Why I like Drills

Why I like Drills

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Why I like Drills

Some coaches think that drills are a waste of time, but I am not one of them. I would go so far as to say that swimming drills are the most effective way of teaching new or different swimming techniques. A swimmer cannot do drills alone, however. Drills may help swimmers to understand the correct motions or feeling for the technique, but they must be put into practice right away.

At The Race Club, we never do drills alone for the sake of doing drills, without following the drill with a swim. In general, we design our drills to teach the swimmer one fundamental technique. The human brain is incapable of thinking two thoughts at a single time. If you try to teach two techniques at once with one single drill, the swimmer will probably get them both wrong. It is always better to concentrate on correcting one technique at a time.

Every swimmer’s rate of learning or kinesthetic sense for motor development is different. Some swimmers learn on the first try. Others require 10 or 20 or 30 repetitions before they finally get it. We also find that some drills work better for some swimmers than others. That is why we use many different drills to teach more effectively. However long it takes to get the drill right, the swimmer should then immediately put the technique into practice with a swim. It doesn’t matter if the swimmer does the drill correctly or not if they go back to making the same mistake during the swim.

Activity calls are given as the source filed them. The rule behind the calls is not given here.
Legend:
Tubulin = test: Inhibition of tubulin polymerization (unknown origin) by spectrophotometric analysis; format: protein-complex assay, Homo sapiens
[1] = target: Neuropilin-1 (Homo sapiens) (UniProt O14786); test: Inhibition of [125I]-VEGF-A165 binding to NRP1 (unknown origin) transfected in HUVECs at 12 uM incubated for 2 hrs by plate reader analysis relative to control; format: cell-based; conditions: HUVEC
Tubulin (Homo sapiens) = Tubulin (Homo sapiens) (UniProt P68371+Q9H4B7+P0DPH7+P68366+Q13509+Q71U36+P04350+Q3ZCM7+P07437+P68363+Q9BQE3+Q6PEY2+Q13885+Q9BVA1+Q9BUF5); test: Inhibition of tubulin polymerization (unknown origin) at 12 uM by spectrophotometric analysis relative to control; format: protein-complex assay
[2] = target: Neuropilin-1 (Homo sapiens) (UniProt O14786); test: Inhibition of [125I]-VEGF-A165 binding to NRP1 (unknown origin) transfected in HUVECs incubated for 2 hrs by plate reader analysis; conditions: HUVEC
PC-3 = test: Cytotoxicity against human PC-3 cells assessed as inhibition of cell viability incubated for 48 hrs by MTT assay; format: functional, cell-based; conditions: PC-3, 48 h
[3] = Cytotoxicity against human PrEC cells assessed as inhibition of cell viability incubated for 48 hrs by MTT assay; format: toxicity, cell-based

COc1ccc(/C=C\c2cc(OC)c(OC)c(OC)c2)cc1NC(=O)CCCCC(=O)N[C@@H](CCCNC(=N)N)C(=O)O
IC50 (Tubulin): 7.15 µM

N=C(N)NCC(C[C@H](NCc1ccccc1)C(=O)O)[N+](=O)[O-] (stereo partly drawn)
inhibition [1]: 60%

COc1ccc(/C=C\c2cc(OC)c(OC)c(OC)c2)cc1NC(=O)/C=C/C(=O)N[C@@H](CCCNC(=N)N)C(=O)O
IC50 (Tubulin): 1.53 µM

For example, if a swimmer has an in-sweep or an out-sweep problem in freestyle with one pulling arm only, we might do a 50 one arm drill, using only the arm with the problem technique (other hand at the swimmer’s side), followed by a 50 swim. We might need to use some special equipment or tools to help the swimmer get it right. We won’t stop until the swimmer can do the pulling motion correctly during the drill and the swim, no matter how long it takes.

Once we establish that a swimmer can do the technique correctly while swimming slowly, we then turn up the volume on speed and see if they can retain the same good technique while swimming faster. Often, in trying to go fast, the swimmer will lose everything they just learned. In the heat of battle, good technique often goes right out the window.

Swimming fast with good technique is the ultimate goal. That enables swimmers to swim even faster. This week in our newly-released video, we put Masters swimmer Marc Clayton to the race test. We spent two days correcting his bad out sweep, his poor kicking technique, and his meager body rotation. The question is, can he correct all of those technique problems while swimming fast?
Check out the video to find out!

I hope you enjoyed this article on Why I like Drills!

Yours in Swimming,

Gary Sr.

 

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